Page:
by Daniele Scalea

What if the June 2 military parade was moved to November 4? There is more than one reason that would justify the move.

First of all, the anniversary of June 2 has no bearing on the Armed Forces and their history. As is well known, June 2 celebrates the end of the monarchy and the beginning of the republic, which was decided by popular referendum. November 4, on the other hand, is the anniversary of the greatest military victory in modern Italian history (the one in World War I, which for us was also the culmination of the Wars of Independence).

November 4 is already recognized as Armed Forces Day and was a national holiday until 1976. Despite a modest "rediscovery" of this celebration, it still remains very much underplayed today because it is disliked by the dominant culture that is anti-national and anti-patriotic. Keeping the military parade on that day would have a tremendous effect of reviving the celebration, useful in promoting a rediscovery of patriotism among Italians.

Other nations hold military parades on the anniversary of a war victory, as is only logical. The most famous case is Russia, with the parade on May 9 (victory in World War II), but one could also mention Greece (March 25, beginning of the revolution against Turkish rule) and Turkey (August 30, victory in the Battle of Dumlupınar against the Greeks), to remain in our geographical area.

Other nations hold the military parade on dates that do not coincide with war events: this is the case in France, with July 14 celebrating the beginning of the Revolution. However, for the French, July 14 is also the national holiday. The same cannot be said for Italy with June 2, since our national holiday falls on April 25. But April 25 is a date that has been seized upon - also for well-founded historical reasons - by a specific political faction, the communist and post-communist side, which by its nature is anti-militarist. No one could imagine a military parade amid the red flags that usually populate April 25 demonstrations.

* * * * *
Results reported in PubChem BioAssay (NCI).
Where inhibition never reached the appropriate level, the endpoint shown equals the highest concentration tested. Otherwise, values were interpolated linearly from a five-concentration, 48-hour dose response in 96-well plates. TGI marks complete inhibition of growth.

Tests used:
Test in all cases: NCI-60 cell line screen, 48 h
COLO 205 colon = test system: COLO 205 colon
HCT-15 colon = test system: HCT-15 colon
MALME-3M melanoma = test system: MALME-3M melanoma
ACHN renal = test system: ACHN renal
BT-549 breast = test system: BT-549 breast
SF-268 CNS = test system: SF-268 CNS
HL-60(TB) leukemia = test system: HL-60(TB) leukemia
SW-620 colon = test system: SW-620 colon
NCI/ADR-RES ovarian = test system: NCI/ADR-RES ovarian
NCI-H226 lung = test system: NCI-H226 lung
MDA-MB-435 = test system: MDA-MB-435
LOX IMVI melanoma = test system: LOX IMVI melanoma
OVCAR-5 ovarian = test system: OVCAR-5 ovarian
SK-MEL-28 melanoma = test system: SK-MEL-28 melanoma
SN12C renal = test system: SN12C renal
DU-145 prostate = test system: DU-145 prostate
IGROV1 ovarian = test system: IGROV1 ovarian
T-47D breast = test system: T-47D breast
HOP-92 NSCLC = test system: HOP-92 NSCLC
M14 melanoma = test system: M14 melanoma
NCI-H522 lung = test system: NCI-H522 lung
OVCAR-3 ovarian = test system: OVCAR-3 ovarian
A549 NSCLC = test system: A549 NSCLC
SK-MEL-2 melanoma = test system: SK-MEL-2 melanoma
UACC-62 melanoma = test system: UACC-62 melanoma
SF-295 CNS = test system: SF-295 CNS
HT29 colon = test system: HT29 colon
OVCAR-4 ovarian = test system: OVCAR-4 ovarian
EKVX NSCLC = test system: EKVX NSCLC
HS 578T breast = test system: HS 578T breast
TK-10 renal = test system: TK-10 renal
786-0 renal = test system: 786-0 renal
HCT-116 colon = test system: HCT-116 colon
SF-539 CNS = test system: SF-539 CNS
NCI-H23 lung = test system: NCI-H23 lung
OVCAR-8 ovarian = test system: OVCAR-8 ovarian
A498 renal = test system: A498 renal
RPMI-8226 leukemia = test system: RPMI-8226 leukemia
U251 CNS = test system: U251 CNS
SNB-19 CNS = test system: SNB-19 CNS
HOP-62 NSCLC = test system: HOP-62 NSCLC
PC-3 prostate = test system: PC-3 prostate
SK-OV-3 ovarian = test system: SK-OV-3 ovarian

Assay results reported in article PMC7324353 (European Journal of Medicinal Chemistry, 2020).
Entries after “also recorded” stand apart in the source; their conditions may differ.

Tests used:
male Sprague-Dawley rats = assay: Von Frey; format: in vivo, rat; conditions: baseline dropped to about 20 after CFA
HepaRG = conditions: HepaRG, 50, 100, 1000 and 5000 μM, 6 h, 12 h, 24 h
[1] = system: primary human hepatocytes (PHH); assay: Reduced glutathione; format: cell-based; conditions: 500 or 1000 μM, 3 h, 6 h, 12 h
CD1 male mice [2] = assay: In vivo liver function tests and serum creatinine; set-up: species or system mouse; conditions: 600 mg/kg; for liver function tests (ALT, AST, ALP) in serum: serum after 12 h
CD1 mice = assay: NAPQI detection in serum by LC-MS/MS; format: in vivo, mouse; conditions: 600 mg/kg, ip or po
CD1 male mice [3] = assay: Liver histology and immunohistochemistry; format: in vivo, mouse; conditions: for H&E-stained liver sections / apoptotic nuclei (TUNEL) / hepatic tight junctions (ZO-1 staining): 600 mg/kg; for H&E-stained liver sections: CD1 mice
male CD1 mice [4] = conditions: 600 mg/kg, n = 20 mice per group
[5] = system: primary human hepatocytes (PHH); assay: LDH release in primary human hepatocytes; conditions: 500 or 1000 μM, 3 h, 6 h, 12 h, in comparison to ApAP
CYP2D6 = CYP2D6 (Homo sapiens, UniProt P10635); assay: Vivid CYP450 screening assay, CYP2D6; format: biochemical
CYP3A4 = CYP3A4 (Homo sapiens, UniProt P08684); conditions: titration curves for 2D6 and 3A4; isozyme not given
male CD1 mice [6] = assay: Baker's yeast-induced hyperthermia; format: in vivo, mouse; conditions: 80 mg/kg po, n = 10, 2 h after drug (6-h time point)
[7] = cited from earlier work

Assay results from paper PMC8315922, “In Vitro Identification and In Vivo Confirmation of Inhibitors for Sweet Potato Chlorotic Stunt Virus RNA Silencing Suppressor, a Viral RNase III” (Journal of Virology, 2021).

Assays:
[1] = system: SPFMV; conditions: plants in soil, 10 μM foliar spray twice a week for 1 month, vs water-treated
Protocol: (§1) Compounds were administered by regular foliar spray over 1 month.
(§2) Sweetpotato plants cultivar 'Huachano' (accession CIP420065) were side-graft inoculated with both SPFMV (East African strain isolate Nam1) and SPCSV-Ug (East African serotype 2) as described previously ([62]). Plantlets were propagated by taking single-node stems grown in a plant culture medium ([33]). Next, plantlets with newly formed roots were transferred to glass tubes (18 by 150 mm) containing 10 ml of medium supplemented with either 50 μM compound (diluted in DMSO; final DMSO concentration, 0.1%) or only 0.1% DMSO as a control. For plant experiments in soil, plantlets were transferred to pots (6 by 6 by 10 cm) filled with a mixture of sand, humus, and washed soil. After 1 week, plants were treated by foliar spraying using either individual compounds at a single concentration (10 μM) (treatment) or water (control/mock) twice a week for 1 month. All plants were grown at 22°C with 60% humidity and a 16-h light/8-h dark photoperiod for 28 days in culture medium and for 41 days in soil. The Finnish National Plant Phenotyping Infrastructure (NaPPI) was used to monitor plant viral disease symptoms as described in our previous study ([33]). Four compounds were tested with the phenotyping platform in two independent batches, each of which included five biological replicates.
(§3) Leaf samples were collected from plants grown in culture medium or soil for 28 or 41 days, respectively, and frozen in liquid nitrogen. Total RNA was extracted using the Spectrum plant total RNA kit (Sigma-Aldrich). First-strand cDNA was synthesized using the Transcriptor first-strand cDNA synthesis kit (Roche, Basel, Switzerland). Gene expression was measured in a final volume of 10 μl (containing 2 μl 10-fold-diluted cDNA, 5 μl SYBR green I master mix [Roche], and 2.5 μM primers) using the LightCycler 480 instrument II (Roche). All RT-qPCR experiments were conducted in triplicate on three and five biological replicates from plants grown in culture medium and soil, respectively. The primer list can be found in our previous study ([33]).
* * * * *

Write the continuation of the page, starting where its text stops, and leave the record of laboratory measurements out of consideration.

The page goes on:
Moving the parade from June 2 to Nov. 4 would also mean giving full dignity and a leading role back to its military dimension. With the excuse that June 2 does not celebrate the Armed Forces or a war victory, but the form of state government, the parade has been progressively "watered down," adding to the military segments the parade of mayors, civil protection, civil service, law enforcement, this year even medical personnel. Considering that June is also the month of "LGBTQ pride," it will not be many years before representatives of various "non-canonical" sexual orientations are also called to parade. After all, it was only in 2019 when the Minister of Defense and the Speaker of the House, for no reason whatsoever, dedicated the June 2 holiday to "Roma, migrants and Sinti."

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At the tail end of all these reasons, there is finally a very pragmatic one. For the preparation of the grandstands, even pedestrian circulation on Via dei Fori Imperiali has been seriously impaired for three weeks. At a time when Rome is already in the throes of the tourist season, visitors are funneled into narrow, fenced passages, prevented from seeing some of the attractions of one of the most famous streets in the world. And that is not for a day, but for weeks at a time. By contrast, late October and early November is now in the off-season for tourism and the impact would be reduced. Of course: the risk of rain would be higher, but in return one would enjoy milder temperatures.

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Founder and President of Centro Studi Machiavelli. Graduated in Historical Sciences (University of Milan) and PhD in Political Studies (Sapienza University), he is professor of "History and doctrine of jihadism" and "Geopolitics of the Middle East" at Cusano University. From 2018 to 2019 he was Special Advisor on Immigration and Terrorism to the Undersecretary of Foreign Affairs Guglielmo Picchi. His latest book (as editor) is Topicality of sovereignism. Between pandemic and war.